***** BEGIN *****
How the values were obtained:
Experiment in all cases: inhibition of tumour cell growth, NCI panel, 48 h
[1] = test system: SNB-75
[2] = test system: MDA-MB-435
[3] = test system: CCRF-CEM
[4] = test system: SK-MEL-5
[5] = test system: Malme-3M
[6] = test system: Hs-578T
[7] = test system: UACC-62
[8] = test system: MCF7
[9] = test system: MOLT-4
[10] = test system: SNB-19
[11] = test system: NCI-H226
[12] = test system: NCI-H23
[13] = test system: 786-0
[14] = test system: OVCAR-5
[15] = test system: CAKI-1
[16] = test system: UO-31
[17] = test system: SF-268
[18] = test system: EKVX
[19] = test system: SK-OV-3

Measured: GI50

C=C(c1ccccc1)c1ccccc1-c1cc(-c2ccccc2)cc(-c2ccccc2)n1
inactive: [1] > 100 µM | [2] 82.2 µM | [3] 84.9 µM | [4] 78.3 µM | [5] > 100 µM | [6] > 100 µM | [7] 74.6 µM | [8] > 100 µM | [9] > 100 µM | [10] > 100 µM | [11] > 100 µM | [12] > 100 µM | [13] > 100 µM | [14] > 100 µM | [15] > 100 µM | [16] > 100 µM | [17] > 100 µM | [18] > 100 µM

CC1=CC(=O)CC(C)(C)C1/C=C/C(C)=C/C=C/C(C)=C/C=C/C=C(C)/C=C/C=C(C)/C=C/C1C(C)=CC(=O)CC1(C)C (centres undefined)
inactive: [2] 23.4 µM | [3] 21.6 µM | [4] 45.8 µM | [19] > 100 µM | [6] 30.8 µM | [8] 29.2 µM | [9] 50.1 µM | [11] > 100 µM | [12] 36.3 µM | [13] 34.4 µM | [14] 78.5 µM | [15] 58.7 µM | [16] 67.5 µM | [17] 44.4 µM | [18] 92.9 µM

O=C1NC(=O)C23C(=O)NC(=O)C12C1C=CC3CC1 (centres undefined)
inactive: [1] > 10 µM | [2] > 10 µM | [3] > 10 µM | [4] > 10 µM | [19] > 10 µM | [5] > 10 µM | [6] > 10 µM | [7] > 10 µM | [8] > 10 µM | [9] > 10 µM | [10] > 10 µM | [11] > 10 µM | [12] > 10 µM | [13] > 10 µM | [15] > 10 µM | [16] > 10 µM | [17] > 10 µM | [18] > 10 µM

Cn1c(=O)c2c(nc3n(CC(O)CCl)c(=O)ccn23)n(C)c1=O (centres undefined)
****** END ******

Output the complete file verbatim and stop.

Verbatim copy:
How the values were obtained:
Experiment in all cases: inhibition of tumour cell growth, NCI panel, 48 h
[1] = test system: SNB-75
[2] = test system: MDA-MB-435
[3] = test system: CCRF-CEM
[4] = test system: SK-MEL-5
[5] = test system: Malme-3M
[6] = test system: Hs-578T
[7] = test system: UACC-62
[8] = test system: MCF7
[9] = test system: MOLT-4
[10] = test system: SNB-19
[11] = test system: NCI-H226
[12] = test system: NCI-H23
[13] = test system: 786-0
[14] = test system: OVCAR-5
[15] = test system: CAKI-1
[16] = test system: UO-31
[17] = test system: SF-268
[18] = test system: EKVX
[19] = test system: SK-OV-3

Measured: GI50

C=C(c1ccccc1)c1ccccc1-c1cc(-c2ccccc2)cc(-c2ccccc2)n1
inactive: [1] > 100 µM | [2] 82.2 µM | [3] 84.9 µM | [4] 78.3 µM | [5] > 100 µM | [6] > 100 µM | [7] 74.6 µM | [8] > 100 µM | [9] > 100 µM | [10] > 100 µM | [11] > 100 µM | [12] > 100 µM | [13] > 100 µM | [14] > 100 µM | [15] > 100 µM | [16] > 100 µM | [17] > 100 µM | [18] > 100 µM

CC1=CC(=O)CC(C)(C)C1/C=C/C(C)=C/C=C/C(C)=C/C=C/C=C(C)/C=C/C=C(C)/C=C/C1C(C)=CC(=O)CC1(C)C (centres undefined)
inactive: [2] 23.4 µM | [3] 21.6 µM | [4] 45.8 µM | [19] > 100 µM | [6] 30.8 µM | [8] 29.2 µM | [9] 50.1 µM | [11] > 100 µM | [12] 36.3 µM | [13] 34.4 µM | [14] 78.5 µM | [15] 58.7 µM | [16] 67.5 µM | [17] 44.4 µM | [18] 92.9 µM

O=C1NC(=O)C23C(=O)NC(=O)C12C1C=CC3CC1 (centres undefined)
inactive: [1] > 10 µM | [2] > 10 µM | [3] > 10 µM | [4] > 10 µM | [19] > 10 µM | [5] > 10 µM | [6] > 10 µM | [7] > 10 µM | [8] > 10 µM | [9] > 10 µM | [10] > 10 µM | [11] > 10 µM | [12] > 10 µM | [13] > 10 µM | [15] > 10 µM | [16] > 10 µM | [17] > 10 µM | [18] > 10 µM

Cn1c(=O)c2c(nc3n(CC(O)CCl)c(=O)ccn23)n(C)c1=O (centres undefined)